clock menu more-arrow no yes

Filed under:

Carlos Condit with rare chance to right a wrong

New, comments

The first time Carlos Condit stood in the Octagon, on April 1, 2009, the guy standing opposite him was Martin Kampmann - the Danish "Hitman" who was 5-1 in the UFC at the time. Condit was the reigning WEC champion coming over as an import from the UFC/WEC buyout. He had won eight in a row himself.

It was a close fight. So close, in fact, that when Bruce Buffer read the scorecards and announced Kampmann as the winner, Condit looked like a man still holding out hope that it was an April fool’s prank.

But it wasn’t a joke. The loss stood.

Now four-and-a-half years, two knockout of the nights and an interim belt later, Condit will get the chance to avenge that gnawing loss (the first on what has become his revenge tour). Kampmann and Condit will headline the UFC Fight Night 27 card in Indianapolis, and this time Condit insists he’ll arrive free from the most common side effect of hype - that is, complacency.  

"First time around I felt like there was a lot of hype and it was my fight to lose," Condit told Ariel Helwani on Monday’s edition of the MMA Hour. "This time around I’m in a completely different place mentally. I’ve trained really, really hard, and I’m prepared to get in there and fight from bell to bell. In that first fight I cruised a little bit too much. I don’t know - I wasn’t real focused."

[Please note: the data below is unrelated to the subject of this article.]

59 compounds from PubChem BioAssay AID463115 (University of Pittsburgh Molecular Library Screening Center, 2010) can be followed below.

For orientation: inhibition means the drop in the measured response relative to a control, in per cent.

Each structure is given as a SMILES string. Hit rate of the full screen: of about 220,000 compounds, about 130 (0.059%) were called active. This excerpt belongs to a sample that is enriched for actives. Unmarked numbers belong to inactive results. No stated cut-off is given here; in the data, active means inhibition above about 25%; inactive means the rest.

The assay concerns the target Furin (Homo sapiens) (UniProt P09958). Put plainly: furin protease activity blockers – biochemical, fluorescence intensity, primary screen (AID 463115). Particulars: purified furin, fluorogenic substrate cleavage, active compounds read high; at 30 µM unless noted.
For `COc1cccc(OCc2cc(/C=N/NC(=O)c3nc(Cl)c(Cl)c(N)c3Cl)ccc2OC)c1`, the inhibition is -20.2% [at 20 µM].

When asked if he believed in his own hype heading into that first bout, the usually soft-spoken Condit was pretty candid.

"Yeah, probably," he said. "That was a few years ago, and I was a few years younger and more immature. At that point in my career I had talent had gotten me a long way.

"I think with experience a lot of things are learned. In that first fight, going into that third round I felt like I had won the first two and I could cruise through the last round and get the decision. That was a really hard lesson learned. I lost my UFC debut. Martin Kampmann put an end to my win streak. That was something I definitely learned from. Either way, that fight’s behind us, and I’m really looking forward to next Wednesday."

One thing that hasn’t changed is whether or not he believed the wrong man got his hand raised that night in Nashville. Time has not corrected what Condit perceived as a bad judgment.

"You know what, yeah, I think I won the fight," he said. "It was really close. I think he edged me out in a lot of the scrambles and was able to take top control, and that’s why I think he got the judge’s [decision]. But, I definitely did more damage. Yeah, I won the fight. But I could see it was very, very close."